The popular exchange has opened a second front with Decentralized Bulletin Board Paradex which as of last week has 19 cryptocurrencies.
|| IF YOU CAN'T BEAT THEM.....WELL..YOU KNOW
Coinbase's ethos for an Open Financial System took a step forward on the back of the new Paradex listings. It's not all altruistic however. Paradex now lists two major competitor's native exchange tokens - Binance's BNB which trade into 80 tokens, as well as Huobi's Token, HT, which trades into 10 tokens, in an effort to win traders over onto their platform. Both BNB and HT are tradable into Stablecoin DAI. True USD, another Stablecoin traded on Bittrex, has also been listed.
Coinbase has renamed their ERC20 mobile wallet Toshi, to Coinbase Wallet, in an effort to streamline the brand across the board. As well as creating a better user experience to send to contacts, rather than long-string addresses, the new app will also support airdrops.
Coinbase US Dollar Traded Volume Plummets 83% From 2018 High
Bitstamp Fairs Only Slightly Better at a 73% Volume Drop
With Kraken Suffering the Least with 17 Listed Cryptocurrencies
Notes: Only USD has been accounted for. EUR, GBP and other currencies not part of data. Calculations based on daily averages of OHLC at exchanges.
Binance Gets 21% Uptick on Major Cryptocurrencies vs. Jun-18
OKEX Hits New Record in July
Tokens / Number of Pairs By Exchange
Notes: Bittrex remains reliant on USDT trading, however has begun rolling out fiat trading for approved customers.
OPINION: USER EXPERIENCE ADDENDUM
Cupertino Makes Headway with Apple Pay Adoption
Whilst Bitcoin and other cryptocurrencies continue to suffer from a notoriously poor user experience, from on-boarding to spending, Apple is on its way to deliver the ease that everyone has become accustomed to from the tech giant for sending payments. It might not be decentralized, and still dependent on banks. The question is, can the staple traits of Bitcoin win the public over when users are set to become used to sending each other money with a seamless user experience?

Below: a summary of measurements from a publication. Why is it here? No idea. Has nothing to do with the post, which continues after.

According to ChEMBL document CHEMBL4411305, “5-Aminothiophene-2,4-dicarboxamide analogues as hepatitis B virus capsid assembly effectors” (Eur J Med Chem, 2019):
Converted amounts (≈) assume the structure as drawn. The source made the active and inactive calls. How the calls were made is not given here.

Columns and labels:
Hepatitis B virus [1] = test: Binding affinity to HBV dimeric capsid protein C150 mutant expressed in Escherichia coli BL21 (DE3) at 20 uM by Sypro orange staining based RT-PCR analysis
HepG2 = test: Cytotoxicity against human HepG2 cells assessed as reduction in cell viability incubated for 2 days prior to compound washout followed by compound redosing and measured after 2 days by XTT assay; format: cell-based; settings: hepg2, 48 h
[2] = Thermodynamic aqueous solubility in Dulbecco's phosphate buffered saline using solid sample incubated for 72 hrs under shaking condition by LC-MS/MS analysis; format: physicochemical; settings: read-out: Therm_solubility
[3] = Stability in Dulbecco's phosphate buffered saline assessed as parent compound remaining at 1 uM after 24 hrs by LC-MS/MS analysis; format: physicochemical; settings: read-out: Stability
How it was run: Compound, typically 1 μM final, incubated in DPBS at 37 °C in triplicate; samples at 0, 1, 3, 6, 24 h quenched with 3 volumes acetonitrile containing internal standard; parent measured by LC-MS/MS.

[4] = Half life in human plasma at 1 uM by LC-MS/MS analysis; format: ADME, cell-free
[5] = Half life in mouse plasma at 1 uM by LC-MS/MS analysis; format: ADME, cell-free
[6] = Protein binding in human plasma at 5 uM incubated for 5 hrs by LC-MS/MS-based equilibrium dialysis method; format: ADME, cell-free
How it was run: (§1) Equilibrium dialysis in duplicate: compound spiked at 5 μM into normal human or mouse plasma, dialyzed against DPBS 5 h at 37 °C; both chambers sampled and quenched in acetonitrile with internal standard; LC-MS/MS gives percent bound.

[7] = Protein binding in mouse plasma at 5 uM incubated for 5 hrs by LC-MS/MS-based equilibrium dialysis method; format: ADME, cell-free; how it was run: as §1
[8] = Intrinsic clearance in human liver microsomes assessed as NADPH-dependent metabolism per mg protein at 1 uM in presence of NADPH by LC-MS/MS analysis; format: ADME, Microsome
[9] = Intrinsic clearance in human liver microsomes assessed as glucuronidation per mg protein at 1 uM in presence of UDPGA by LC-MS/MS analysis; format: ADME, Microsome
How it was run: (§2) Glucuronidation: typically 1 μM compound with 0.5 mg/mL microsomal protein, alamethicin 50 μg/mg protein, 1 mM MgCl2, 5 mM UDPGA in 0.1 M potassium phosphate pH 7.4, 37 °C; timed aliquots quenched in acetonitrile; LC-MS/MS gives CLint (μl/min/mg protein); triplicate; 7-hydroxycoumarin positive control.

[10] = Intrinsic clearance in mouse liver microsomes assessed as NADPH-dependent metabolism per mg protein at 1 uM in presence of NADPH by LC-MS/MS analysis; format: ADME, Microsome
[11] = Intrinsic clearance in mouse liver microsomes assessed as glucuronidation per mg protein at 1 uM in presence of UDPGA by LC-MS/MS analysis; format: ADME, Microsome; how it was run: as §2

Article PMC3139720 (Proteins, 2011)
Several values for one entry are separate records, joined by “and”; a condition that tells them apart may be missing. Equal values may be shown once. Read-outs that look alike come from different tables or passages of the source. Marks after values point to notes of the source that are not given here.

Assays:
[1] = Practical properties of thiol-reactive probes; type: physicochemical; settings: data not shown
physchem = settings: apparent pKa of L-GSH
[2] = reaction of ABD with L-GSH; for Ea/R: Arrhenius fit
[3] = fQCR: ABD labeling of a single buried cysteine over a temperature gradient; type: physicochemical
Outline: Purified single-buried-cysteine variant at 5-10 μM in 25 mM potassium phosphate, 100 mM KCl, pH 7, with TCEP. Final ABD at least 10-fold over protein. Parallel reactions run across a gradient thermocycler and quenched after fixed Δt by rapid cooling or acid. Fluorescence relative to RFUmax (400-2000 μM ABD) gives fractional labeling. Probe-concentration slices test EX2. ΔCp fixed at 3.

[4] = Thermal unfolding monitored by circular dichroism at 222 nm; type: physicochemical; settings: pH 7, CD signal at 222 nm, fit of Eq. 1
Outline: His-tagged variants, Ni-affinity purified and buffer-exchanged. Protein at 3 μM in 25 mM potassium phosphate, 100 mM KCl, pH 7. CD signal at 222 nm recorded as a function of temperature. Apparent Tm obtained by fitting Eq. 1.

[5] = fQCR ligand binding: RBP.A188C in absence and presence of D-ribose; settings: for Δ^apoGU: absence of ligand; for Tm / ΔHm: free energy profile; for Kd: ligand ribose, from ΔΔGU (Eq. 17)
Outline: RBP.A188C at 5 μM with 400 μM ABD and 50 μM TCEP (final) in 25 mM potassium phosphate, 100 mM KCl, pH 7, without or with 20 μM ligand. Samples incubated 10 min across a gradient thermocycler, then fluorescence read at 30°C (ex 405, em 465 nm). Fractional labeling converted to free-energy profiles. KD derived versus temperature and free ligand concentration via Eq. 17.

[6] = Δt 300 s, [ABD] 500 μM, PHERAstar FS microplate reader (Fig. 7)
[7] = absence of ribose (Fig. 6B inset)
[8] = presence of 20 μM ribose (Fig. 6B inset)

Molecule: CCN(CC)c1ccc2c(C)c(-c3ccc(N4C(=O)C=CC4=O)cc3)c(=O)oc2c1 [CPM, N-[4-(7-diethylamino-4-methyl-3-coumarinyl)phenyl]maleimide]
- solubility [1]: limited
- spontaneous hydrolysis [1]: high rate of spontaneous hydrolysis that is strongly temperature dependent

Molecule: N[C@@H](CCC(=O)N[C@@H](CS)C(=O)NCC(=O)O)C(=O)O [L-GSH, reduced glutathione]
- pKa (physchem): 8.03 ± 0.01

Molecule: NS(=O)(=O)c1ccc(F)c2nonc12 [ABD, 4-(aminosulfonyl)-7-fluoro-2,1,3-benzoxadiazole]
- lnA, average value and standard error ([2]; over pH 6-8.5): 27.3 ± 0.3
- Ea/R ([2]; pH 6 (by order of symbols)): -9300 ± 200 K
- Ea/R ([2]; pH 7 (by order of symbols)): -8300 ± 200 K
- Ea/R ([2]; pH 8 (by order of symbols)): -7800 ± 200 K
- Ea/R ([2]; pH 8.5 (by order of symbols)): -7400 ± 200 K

Apple Pay has now, by some estimates, over a quarter million users. And the number of transactions has exceeded 1Bn, cumulatively, as confirmed by Apple’s CEO Tim Cook in a recent earnings call. 4900 banks now support the on-boarding of their clientele onto Apple Pay worldwide.
In its latest promotion of Apple Pay Cash, Cupertino maybe having bit of a chuckle under its breath at the ease of sending money to other iPhone users. “Just text them the money” – sending people payments is not going to be much simpler than that, and Apple has the advantage of natively incorporating such mechanisms. It’s also instant, free, and lacks the required memory of the 12-phrase keywords as with cryptocurrency wallets. And as far as the general public is concerned, it’s safe.
Should cryptocurrencies wish to be in the race, this might very well be the first barrier to overcome – improving the user experience to cater to public expectations for sending and receiving money.
The second barrier is much harder – merchant adoption.